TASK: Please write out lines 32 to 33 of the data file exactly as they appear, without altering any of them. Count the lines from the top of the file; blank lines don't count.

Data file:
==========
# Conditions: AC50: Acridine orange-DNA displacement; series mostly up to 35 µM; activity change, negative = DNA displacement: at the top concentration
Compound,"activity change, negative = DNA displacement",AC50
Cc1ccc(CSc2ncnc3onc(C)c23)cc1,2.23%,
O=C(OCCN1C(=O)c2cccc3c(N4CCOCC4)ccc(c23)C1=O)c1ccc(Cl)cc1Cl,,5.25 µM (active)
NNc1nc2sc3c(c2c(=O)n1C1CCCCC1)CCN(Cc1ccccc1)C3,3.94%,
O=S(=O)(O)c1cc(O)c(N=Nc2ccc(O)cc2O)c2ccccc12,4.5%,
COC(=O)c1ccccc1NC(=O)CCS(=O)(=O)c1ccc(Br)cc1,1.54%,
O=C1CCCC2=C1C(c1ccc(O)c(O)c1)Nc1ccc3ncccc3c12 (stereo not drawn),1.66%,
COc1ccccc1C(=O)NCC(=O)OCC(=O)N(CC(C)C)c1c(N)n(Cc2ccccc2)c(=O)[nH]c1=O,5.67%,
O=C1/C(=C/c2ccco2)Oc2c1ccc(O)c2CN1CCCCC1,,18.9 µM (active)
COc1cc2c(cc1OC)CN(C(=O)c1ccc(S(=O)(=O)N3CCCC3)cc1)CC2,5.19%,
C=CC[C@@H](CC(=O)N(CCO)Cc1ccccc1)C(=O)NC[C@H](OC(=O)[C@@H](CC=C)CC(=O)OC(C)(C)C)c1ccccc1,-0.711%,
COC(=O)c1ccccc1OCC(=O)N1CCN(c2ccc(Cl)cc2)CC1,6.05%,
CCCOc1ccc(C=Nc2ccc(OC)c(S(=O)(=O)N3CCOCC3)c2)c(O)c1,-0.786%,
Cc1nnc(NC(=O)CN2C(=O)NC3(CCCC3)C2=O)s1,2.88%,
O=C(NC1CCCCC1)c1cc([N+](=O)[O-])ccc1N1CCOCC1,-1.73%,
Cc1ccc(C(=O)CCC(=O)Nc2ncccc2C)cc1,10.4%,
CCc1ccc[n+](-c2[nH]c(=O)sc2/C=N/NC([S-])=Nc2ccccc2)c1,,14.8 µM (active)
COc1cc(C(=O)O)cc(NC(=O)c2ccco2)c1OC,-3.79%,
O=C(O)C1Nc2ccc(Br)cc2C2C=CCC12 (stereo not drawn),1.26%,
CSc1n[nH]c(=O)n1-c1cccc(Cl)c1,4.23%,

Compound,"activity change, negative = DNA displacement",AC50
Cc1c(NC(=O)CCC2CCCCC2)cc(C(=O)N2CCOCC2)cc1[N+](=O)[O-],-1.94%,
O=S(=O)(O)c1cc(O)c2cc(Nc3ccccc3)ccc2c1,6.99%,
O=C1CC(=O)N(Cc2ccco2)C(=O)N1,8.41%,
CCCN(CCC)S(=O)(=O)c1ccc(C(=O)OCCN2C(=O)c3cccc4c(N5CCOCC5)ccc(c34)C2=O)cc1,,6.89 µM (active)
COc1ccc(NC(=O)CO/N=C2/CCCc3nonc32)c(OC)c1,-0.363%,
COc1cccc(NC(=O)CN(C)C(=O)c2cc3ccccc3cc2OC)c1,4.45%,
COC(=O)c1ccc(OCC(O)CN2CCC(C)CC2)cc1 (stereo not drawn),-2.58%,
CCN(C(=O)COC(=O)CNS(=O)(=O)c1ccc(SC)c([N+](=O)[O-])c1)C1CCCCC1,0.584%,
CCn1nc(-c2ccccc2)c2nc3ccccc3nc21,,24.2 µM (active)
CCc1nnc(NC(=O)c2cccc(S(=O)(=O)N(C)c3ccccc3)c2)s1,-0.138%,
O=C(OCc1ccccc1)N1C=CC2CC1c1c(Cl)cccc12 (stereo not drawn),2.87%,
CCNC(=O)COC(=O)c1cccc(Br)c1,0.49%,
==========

CCc1nnc(NC(=O)c2cccc(S(=O)(=O)N(C)c3ccccc3)c2)s1,-0.138%,
O=C(OCc1ccccc1)N1C=CC2CC1c1c(Cl)cccc12 (stereo not drawn),2.87%,